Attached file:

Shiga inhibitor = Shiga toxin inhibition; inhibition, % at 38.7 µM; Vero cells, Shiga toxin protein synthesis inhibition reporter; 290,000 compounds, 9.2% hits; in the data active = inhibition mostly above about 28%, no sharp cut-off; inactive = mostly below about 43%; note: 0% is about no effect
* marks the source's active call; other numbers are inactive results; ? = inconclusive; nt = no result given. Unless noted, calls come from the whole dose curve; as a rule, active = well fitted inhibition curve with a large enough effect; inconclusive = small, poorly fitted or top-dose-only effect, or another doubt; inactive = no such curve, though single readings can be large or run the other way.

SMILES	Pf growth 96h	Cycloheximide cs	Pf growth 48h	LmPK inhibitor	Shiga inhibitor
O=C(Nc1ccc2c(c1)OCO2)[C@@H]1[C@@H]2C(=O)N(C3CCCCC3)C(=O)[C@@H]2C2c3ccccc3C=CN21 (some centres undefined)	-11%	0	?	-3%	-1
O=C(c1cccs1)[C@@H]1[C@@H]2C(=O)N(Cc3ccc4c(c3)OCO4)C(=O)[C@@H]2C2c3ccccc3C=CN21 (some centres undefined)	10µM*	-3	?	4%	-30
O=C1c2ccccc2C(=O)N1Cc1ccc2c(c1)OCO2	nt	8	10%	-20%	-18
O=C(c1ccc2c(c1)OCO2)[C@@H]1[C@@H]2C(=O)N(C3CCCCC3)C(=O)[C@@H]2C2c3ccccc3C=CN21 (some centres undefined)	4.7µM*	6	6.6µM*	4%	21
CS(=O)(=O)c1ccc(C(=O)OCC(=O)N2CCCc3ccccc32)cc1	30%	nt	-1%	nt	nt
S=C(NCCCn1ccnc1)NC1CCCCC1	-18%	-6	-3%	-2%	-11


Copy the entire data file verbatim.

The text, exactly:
Shiga inhibitor = Shiga toxin inhibition; inhibition, % at 38.7 µM; Vero cells, Shiga toxin protein synthesis inhibition reporter; 290,000 compounds, 9.2% hits; in the data active = inhibition mostly above about 28%, no sharp cut-off; inactive = mostly below about 43%; note: 0% is about no effect
* marks the source's active call; other numbers are inactive results; ? = inconclusive; nt = no result given. Unless noted, calls come from the whole dose curve; as a rule, active = well fitted inhibition curve with a large enough effect; inconclusive = small, poorly fitted or top-dose-only effect, or another doubt; inactive = no such curve, though single readings can be large or run the other way.

SMILES	Pf growth 96h	Cycloheximide cs	Pf growth 48h	LmPK inhibitor	Shiga inhibitor
O=C(Nc1ccc2c(c1)OCO2)[C@@H]1[C@@H]2C(=O)N(C3CCCCC3)C(=O)[C@@H]2C2c3ccccc3C=CN21 (some centres undefined)	-11%	0	?	-3%	-1
O=C(c1cccs1)[C@@H]1[C@@H]2C(=O)N(Cc3ccc4c(c3)OCO4)C(=O)[C@@H]2C2c3ccccc3C=CN21 (some centres undefined)	10µM*	-3	?	4%	-30
O=C1c2ccccc2C(=O)N1Cc1ccc2c(c1)OCO2	nt	8	10%	-20%	-18
O=C(c1ccc2c(c1)OCO2)[C@@H]1[C@@H]2C(=O)N(C3CCCCC3)C(=O)[C@@H]2C2c3ccccc3C=CN21 (some centres undefined)	4.7µM*	6	6.6µM*	4%	21
CS(=O)(=O)c1ccc(C(=O)OCC(=O)N2CCCc3ccccc32)cc1	30%	nt	-1%	nt	nt
S=C(NCCCn1ccnc1)NC1CCCCC1	-18%	-6	-3%	-2%	-11